In recognition of the holiday this year, we’ve decided to adapt a famous tale to a more contemporary setting, and create a parody of the holiday classic, A Christmas Story. We hope you enjoy this retelling, as much as we enjoyed writing it!
With personal privacy being a major public topic, Apple decided to give users more control over their data.
Back in July, Apple had admitted that it was holding and listening to recordings of iOS users who use Siri. This wasn’t much of a surprise, since we know that Amazon and Google do the same with their digital assistants. Apple now lets you delete the conversations you’ve had with Siri.
Sometimes threats come to light only after they’ve been around for long enough to cause concern for the public. This was the case with a new bug found in Apple’s FaceTime app that allowed users to spy on others without their consent through group FaceTime calls. Thankfully, a patch has been issued that resolves it, but perhaps the way that it was implemented is the most interesting of all.
With so many options that don’t cost $800, the Android mobile OS gains more customers every day. If you were a dedicated iPhone user that is looking to switch to Android, you have to be cognizant of the things you will need to ensure that you are able to transfer the information you need, and be able to seamlessly pick up your new device without missing a beat. Here are some issues you should consider:
Two of the primary developers of tablets--Apple and Samsung--have created two of the most popular devices out there: the iPad Pro and the Galaxy Tab S3. If you’re in need of a tablet, we can help you go over your options so that you choose the one that best suits your needs.
Ransomware is a major problem in both the personal and private sectors of computing, but up until very recently, Apple users had little to fear from potential ransomware hacks. Security researchers at Palo Alto Networks have discovered what’s known to be the first completed ransomware on an Apple device. The threat, called KeRanger, is officially “in the wild,” and is a danger to any Mac user.
KeRanger is the first-ever completed ransomware that specifically targets the OS X operating system. In 2014, Kaspersky Labs found an incomplete form of ransomware for Mac, but it wasn’t a viable threat at the time. Now, however, KeRanger is free to usher in a host of more dangerous threats that could target Apple’s coveted operating systems.
This ransomware is spread through a torrenting software called Transmission. Torrenting is a type of software designed to share large files. It’s most widely used to distribute pirated content, like copyrighted films, tv shows, music, and more.
The KeRanger threat as explained by CNet:
If a user installed one of the infected versions of Transmission, an executable file embedded within the software would run on the system. At first, there'd be no sign of a problem. But after three days, KeRanger would connect with servers over the anonymous Tor network and begin encrypting certain files on the Mac's system.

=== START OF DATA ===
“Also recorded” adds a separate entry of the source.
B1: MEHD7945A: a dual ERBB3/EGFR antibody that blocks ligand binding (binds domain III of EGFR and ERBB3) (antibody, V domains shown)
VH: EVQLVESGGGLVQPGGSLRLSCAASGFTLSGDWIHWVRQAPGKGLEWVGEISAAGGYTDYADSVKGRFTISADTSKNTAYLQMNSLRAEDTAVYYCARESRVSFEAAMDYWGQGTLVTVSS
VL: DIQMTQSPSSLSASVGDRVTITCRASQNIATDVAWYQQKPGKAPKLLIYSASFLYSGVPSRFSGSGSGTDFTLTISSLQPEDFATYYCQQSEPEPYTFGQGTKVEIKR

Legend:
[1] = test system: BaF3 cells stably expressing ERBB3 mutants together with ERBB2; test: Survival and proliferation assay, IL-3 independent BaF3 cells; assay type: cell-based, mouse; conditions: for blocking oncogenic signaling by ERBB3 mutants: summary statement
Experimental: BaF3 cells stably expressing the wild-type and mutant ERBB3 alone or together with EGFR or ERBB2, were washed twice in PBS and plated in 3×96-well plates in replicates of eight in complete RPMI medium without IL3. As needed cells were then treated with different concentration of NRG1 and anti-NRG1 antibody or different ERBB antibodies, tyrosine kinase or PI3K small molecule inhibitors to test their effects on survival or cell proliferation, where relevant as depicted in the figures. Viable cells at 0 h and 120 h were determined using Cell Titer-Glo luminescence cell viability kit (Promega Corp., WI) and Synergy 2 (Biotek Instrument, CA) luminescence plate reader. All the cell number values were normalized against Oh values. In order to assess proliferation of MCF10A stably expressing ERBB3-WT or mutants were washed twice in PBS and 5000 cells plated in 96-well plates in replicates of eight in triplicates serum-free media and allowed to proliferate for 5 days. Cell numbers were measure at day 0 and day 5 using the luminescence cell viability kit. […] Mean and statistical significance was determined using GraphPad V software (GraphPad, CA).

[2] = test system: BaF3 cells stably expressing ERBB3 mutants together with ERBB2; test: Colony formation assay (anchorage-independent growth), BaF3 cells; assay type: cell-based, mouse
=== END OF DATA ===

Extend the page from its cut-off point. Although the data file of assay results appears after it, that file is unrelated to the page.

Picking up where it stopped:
Researchers claim that KeRanger is still under development, but it’s also trying to find a way to encrypt the victim’s backup data. If this happens, users will have virtually no chance of getting their data back without paying the dreaded ransom. Consider how important of a precedent this sets for ransomware; if a ransomware is capable of encrypting not just the files on your local PC, but also the files on your network and your backup files, it could become the most dangerous threat on the Internet.
To counteract this threat, Apple has revoked the security certificate that KeRanger exploits, and has updated its XProtect antivirus software. Transmission has also removed the infected version of its installer, so those who download the client won’t get the ransomware. However, those who have installed Transmission sometime between March 4th and 5th may be affected by KeRanger. If you want detailed instructions on how to identify if you’ve been targeted by KeRanger, and to learn how to best protect yourself from it, you can visit Palo Alto Networks’ site.
Most ransomware makes it borderline impossible to decrypt your files on your own. This is how hackers extort money from users. They play off of the irrational actions caused by fear. This is why it’s so important to protect your business’s assets from ransomware, before you fall prey to it. Implementing a solid security solution is a great way to do so, and you should generally avoid torrenting files in the office anyway. Also, it’s especially important that your employees understand security best practices when browsing the Internet.
The most obvious and important course of action to remember is that your business needs to protect its assets from ransomware, before you get infected. To make sure that your network is protected from ransomware, give PCSOFT a call at 02 98730080.
There’s no questioning Apple’s dedication to the advancement of technology, especially over the past few decades. With the iPhone being the first of many commercially available smartphones, Apple has always been at the forefront of exciting consumer technology developments. Now, however, their most important decision yet may come in the form of a face-off with the FBI.